Author and theoretical physicist Dr. Michio Kaku spoke on campus over the weekend, sharing his mind-blowing revelations about the world of science today.  I’ll give him a lot of credit for making high level science accessible to a general audience, but I still couldn’t wrap my head around most of the ideas he says are reality already (or will be in the near future.)  

Dr. Kaku spoke of recording and then uploading a person’s full memory via a “brain pacemaker”, photographing dreams, having Iron-Man-like exoskeletons that serve as mind-controlled avatars or surrogates in hazardous positions (like the Fukushima nuclear plant in Japan), developing a “library of souls” where via hologram connected to computer you could talk to famous people or your departed friends, and a contact lens that could connect you on-line via a simple blink.  It was like science fiction come to life.

But what struck me most from his talk wasn’t about the cool gadgets that are out there, but our lack of knowledge about who is out there.  Someone asked him whether he thought we were the only intelligence in the universe.  He described it this way:

When you see an ant hill, do you bend down, dig around in it, ask to see their Queen and offer them nuclear energy?  Of course, you do not.  It could be the same way in the universe — that all around us are other beings but they see us as ants and go about their business unconscious as to our existence.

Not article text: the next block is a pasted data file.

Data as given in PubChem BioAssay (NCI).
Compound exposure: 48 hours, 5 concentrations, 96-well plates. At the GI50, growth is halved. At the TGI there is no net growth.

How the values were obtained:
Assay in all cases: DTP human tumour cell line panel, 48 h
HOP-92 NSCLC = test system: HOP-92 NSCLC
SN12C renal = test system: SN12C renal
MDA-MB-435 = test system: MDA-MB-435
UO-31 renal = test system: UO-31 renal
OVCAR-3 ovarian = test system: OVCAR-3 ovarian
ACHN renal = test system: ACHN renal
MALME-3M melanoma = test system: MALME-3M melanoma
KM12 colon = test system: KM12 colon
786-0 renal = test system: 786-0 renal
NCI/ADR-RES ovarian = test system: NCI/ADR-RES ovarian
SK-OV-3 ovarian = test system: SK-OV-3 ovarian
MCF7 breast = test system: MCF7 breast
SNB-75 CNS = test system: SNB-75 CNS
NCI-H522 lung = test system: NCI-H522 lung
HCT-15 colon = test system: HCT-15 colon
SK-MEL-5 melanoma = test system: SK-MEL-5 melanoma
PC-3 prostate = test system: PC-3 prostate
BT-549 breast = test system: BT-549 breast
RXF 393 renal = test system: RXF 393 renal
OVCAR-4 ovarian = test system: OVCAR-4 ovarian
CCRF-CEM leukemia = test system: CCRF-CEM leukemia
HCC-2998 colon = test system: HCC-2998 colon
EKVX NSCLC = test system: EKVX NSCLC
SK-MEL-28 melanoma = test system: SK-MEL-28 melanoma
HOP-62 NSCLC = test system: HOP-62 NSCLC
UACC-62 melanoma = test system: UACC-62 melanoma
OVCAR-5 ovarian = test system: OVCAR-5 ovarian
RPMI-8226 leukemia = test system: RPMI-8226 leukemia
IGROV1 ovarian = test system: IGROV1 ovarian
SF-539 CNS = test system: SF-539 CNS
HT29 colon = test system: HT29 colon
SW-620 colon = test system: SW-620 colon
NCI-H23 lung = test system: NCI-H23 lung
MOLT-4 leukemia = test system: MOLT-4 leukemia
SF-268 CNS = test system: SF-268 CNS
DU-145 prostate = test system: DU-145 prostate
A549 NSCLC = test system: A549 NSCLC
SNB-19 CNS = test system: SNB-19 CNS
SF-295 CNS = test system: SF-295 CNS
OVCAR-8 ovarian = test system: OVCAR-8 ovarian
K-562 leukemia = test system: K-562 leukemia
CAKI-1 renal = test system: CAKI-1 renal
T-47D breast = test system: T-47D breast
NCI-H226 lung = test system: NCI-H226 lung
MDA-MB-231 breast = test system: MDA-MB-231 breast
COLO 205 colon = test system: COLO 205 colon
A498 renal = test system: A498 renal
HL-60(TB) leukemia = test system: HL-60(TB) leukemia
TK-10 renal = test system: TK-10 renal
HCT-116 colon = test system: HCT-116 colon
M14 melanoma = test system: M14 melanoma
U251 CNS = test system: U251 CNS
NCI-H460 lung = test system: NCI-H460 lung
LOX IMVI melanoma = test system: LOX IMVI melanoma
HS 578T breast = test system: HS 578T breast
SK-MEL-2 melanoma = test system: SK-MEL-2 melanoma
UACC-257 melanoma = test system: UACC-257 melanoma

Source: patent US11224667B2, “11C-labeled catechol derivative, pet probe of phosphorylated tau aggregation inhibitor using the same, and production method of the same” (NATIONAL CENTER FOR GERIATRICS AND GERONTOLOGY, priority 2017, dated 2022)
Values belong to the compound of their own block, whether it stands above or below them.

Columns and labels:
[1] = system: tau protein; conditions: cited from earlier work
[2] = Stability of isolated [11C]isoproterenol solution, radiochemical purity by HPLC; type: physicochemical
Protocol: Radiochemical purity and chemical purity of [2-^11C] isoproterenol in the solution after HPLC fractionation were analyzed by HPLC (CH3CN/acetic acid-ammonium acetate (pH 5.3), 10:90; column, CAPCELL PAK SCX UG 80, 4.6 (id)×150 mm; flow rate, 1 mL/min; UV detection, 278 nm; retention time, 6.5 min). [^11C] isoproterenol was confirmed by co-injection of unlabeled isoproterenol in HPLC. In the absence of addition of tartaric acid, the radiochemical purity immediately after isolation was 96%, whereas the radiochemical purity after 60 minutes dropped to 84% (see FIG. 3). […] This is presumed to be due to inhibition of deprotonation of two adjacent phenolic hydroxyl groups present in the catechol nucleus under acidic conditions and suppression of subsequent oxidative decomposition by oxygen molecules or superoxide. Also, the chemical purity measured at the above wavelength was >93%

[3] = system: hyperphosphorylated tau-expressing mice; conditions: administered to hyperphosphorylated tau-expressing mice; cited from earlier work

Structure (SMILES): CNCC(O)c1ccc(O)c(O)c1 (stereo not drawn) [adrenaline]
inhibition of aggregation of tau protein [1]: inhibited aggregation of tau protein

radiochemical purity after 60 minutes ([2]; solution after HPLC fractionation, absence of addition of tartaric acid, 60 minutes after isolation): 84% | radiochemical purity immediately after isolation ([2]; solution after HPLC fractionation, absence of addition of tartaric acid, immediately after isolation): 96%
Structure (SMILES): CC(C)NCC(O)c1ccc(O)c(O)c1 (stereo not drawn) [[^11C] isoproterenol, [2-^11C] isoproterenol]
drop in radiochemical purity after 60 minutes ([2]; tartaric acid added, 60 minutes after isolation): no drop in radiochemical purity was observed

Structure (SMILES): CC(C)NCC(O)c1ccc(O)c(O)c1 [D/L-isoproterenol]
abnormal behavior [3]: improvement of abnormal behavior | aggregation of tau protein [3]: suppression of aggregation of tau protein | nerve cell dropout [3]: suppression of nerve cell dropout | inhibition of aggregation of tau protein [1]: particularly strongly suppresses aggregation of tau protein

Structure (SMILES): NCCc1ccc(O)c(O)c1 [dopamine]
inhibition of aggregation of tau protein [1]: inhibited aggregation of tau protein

Bringing this back to a perspective that I can comprehend, it occurred to me that sometimes people in organizations treat others as invisible ants.  Do you notice the facilities workers and stop to greet them?  Are you oblivious to the employees who serve you? Do you take into account the needs/feelings of the line workers when making policy decisions that may impact them? Have you treated your neighbors as ants who play no significance in your life rather than acknowledging them as members of your community?

Don’t act like King of the Hill in your world.  Instead, practice humility and remember that it could be that you are just the king of an ant hill.

— beth triplett

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